Direct quantitation of poly(ADP-ribose) polymerase (PARP) activity as a means to distinguish necrotic and apoptotic death in cell and tissue samples.


The ability to regulate cell death is essential to the life of a multicellular organism, and two extremes on the cell-death spectrum are apoptosis and necrosis. Apoptosis is an energydependent cell-death program that enables the elimination of unwanted cells at distinct times and through defined mechanisms. Because apoptosis occurs without spillage of cellular contents into the extracellular environment, this death does not lead to inflammation. In contrast, necrosis arises from blunt traumatic injury, oxygen depravation, or other gross cellular insult, and the rupture of the cellular membrane during necrotic death provokes an inflammatory response. Both forms of cell death are observed in diseased tissue. For instance, much of the neurodegeneration observed in Alzheimer’s disease, Parkinson’s disease, Huntington’s disease and amyotrophic lateral sclerosis (ALS) probably arises from premature apoptosis, while damage seen in hemorrhagic shock and stroke patients can be due to massive necrotic death. Although apoptosis and necrosis represent two fundamentally different forms of death, they can be quite difficult to distinguish experimentally. Typically, several hallmarks must be observed before it can be conclusively stated that apoptotic death has occurred. These involve time-, labor-, and cost-intensive procedures such as immunoblotting, flow cytometry, and microscopy. The enzyme poly(ADP-ribose) polymerase-1 (PARP-1) is differentially processed in apoptosis and necrosis, and therefore its activity can potentially be used as a means of distinguishing these two forms of cell death (Scheme 1A). In response to mild DNA damage, PARP-1 catalyzes the formation of ADP-ribose polymers (from NAD) onto protein acceptors; this response is part of the machinery that allows the DNA to be repaired and the cell to be saved. In contrast, during more severe DNA damage, the cell activates the apoptotic cascade, and PARP-1 is cleaved by caspases into 89 and 24 kDa sub-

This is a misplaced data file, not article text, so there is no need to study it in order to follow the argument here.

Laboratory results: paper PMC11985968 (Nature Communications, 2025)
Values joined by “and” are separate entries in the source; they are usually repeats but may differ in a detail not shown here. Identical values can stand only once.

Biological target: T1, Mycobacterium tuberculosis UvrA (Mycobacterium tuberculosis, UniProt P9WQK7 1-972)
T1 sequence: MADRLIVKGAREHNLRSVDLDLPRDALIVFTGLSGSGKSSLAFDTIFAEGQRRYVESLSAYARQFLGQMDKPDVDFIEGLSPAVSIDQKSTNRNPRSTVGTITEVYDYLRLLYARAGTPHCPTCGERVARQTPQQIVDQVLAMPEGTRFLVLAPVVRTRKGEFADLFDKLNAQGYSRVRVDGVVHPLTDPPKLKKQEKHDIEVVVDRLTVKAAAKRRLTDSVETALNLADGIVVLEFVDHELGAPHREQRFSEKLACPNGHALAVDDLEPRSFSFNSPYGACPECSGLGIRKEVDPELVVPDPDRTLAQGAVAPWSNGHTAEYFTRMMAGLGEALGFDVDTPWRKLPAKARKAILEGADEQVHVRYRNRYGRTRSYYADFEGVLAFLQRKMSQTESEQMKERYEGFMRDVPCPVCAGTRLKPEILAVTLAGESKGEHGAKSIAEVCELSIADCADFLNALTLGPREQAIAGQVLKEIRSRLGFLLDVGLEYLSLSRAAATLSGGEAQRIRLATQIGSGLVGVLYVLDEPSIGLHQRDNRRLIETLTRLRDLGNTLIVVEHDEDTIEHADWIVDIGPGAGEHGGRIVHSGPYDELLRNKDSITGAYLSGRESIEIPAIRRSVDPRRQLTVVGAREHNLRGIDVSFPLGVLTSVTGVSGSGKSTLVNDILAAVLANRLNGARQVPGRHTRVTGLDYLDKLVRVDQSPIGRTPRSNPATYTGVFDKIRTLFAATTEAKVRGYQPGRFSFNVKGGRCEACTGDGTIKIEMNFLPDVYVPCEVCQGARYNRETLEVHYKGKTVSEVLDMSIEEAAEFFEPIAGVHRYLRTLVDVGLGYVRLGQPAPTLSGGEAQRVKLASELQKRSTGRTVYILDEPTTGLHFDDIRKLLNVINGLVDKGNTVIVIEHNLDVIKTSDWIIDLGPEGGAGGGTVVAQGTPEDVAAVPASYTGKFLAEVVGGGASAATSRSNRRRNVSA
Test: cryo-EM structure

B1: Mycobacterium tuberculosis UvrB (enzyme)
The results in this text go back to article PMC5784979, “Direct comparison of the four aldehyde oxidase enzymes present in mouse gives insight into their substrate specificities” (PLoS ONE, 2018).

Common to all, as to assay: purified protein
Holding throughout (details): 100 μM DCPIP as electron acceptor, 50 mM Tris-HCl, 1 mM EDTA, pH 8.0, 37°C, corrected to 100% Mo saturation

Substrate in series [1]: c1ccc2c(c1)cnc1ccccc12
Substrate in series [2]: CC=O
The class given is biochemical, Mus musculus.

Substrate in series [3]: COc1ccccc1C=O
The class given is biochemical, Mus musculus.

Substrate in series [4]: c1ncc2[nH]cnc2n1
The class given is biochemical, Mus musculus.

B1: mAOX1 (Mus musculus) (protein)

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@article{Putt2005DirectQO, title={Direct quantitation of poly(ADP-ribose) polymerase (PARP) activity as a means to distinguish necrotic and apoptotic death in cell and tissue samples.}, author={Karson S Putt and Gregory J Beilman and Paul J Hergenrother}, journal={Chembiochem : a European journal of chemical biology}, year={2005}, volume={6 1}, pages={53-5} }